Guest Author: Mandy Marzano
I remember watching an interview about a woman who was a compulsive hoarder. I sat there with my mouth gaping open as they showed video footage of this woman in flip-flops walking through the mounds and pounds of junk that carpeted every inch of her home. She pointed to where mold and mildew reigned supreme and even where an animal had chewed away at her walls. This wasn’t just collecting a few knick-knack paddy-whacks or saving her daughter’s macaroni necklaces. This was vile. This was superfluous. This was completely avoidable and had been hidden for years. Her co-workers, friends, and even some family had no idea she wallowed knee-deep in filth daily and called a garbage heap home.
I sat there appalled as her secret was exposed to the world.
Recently, I was thinking about Hoarder Lady and scrunched my face in disgust. That’s when it sucker punched me. I’ve been that Hoarder Lady. I’ve been one of those people who seemed to have it all together on the outside but inside had clutter, junk, and dirt piling up from years past. I turned on the attic light of my own heart and began rooting around, shuffling boxes and ripping them open with my X-ACTO knife memory.
I had a cardboard box with “Middle School” written in bubble letters, and it was filled to the brim with all things crappy. There were old cassette tapes of kids calling me names, poking fun, and constantly reminding me that I didn’t fit in. There were piles of Teen Beat magazines dogeared to remind me of which airbrushed actress I would never look like and which hunky boy would never ask me to prom. I found a trunk with “Dad” inscribed on the latch, and in it found photographs and VHS tapes of drug-induced visits, prison sentences, and weighty words about how my looks weren’t good enough. Digging further back, I rummaged through stacks of postcards, letters and articles, and felt my jaw tense as I read about my failed marriage, parenting mistakes, ministry wounds, and other betrayals written in my handwriting. Page after page, all written in pen so it wouldn’t easily fade or be erased.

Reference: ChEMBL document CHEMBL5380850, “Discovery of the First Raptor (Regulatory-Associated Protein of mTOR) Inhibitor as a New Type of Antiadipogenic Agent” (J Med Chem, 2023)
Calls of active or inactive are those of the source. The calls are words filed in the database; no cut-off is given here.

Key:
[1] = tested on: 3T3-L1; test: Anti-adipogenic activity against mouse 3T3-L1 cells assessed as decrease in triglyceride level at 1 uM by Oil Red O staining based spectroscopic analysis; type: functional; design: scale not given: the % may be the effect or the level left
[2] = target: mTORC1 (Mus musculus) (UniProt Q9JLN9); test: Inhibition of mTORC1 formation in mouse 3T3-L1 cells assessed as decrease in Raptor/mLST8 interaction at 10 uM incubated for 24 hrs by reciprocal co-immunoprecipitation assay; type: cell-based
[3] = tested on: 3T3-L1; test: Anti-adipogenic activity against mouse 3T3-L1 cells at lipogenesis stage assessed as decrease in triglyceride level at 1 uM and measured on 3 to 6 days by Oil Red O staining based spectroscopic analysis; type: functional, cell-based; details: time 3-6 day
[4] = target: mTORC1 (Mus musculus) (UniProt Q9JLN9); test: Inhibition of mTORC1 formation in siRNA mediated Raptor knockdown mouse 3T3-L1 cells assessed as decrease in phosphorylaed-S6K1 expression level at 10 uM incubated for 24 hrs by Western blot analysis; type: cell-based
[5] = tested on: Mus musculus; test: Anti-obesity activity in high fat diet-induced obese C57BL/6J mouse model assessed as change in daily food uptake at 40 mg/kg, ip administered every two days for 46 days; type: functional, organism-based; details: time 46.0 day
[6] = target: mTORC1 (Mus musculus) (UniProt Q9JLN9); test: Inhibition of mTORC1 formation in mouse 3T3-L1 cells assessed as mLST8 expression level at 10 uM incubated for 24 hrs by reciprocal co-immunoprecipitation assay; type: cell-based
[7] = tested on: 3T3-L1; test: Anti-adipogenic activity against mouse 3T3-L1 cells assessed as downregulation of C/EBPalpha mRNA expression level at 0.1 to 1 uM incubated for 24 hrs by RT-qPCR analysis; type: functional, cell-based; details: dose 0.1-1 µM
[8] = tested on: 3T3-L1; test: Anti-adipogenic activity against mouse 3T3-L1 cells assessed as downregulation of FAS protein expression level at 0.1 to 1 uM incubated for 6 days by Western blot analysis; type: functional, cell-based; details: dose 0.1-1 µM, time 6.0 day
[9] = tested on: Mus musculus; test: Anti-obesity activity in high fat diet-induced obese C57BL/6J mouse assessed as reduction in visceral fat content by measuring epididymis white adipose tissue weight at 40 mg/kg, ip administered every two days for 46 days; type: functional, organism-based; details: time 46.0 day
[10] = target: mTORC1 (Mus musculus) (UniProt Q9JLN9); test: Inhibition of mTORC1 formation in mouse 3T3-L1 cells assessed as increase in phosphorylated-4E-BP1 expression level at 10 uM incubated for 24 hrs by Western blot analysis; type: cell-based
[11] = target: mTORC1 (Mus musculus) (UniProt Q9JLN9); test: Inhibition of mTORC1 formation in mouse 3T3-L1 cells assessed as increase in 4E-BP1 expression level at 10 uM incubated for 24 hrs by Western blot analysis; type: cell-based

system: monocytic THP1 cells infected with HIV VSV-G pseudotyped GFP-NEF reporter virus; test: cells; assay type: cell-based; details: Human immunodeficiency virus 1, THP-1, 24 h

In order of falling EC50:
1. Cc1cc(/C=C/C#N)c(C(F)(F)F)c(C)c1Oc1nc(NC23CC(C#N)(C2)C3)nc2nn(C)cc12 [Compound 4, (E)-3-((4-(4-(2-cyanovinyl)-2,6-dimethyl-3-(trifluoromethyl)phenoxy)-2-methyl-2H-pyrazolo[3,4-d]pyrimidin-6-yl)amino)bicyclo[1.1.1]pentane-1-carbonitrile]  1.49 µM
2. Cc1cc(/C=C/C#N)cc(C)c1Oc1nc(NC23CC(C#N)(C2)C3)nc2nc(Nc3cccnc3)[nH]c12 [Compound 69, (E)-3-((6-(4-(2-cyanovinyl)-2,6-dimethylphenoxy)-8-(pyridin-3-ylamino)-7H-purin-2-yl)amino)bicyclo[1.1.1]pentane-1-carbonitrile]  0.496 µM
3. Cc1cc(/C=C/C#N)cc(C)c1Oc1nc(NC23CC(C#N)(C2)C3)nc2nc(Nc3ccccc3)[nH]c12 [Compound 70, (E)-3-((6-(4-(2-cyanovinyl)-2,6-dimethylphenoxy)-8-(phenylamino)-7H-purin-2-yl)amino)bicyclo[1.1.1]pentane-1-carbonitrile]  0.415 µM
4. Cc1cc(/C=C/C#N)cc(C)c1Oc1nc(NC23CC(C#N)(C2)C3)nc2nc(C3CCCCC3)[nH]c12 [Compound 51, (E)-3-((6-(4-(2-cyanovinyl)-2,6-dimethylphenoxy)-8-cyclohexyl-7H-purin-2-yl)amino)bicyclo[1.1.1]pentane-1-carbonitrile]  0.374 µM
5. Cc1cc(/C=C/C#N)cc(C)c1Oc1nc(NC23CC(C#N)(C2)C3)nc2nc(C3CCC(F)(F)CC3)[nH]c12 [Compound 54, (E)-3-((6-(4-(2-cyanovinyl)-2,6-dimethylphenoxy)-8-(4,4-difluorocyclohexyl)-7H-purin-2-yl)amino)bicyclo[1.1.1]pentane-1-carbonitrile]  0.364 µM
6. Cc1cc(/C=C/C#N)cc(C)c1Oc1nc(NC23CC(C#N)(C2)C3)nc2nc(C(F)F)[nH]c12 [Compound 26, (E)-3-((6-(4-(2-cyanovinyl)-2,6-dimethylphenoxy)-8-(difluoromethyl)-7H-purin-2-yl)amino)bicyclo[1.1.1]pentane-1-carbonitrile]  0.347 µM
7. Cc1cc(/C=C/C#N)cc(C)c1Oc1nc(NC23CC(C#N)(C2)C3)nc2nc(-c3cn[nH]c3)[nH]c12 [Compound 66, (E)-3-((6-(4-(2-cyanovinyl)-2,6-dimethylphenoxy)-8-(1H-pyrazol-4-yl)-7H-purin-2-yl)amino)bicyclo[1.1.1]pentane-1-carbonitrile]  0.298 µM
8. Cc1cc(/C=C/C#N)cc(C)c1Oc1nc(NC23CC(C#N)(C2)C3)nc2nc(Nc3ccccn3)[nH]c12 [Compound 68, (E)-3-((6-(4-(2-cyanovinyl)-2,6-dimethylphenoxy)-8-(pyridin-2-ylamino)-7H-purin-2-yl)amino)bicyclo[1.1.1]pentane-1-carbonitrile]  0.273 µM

I’ve collected experiences, regrets, harsh words, and guilt. I’ve avoided throwing out mistakes and broken shards of my heart. I’ve held tight to the apprehension of my future and the restlessness of my present. I piled all those boxes, stacks and heaps on top of one another, keeping them ‘just in case,’ and was too afraid to let anyone sort through the mounds to help me get rid of what I no longer needed.
Thankfully, I don’t feel like that hoarder anymore. There were no televised interventions or sweet-talking hosts to guide me through the de-cluttering of my inner self. I can only attribute this type of freedom to one word: forgiveness. I’ve learned that the most powerful action I can take in my life is to forgive others and myself.
Forgiveness isn’t an option; it’s a freeing obligation.
“And whenever you stand praying, forgive, if you have anything against anyone, so that your Father also who is in heaven may forgive you your trespasses.”
Mark 11:25 (ESV)
“For you, O Lord, are good and forgiving, abounding in steadfast love to all who call upon you.” Psalm 86:5 (ESV)
Forgiveness isn’t always easy, and it doesn’t always happen instantaneously. But the outcome is worth the investment. A life no longer cluttered with boxes of bitterness, regret, anger, and disappointment leaves room for light and fresh air to move in and out of freely. It may be that we only have the strength to move one box out at a time, and that’s OK. After all, we didn’t fill up our heart’s attic overnight. But, if you feel weighted, cluttered, or entangled, give it a try. I firmly believe that forgiveness is the cleansing agent of the heart, soul, and mind.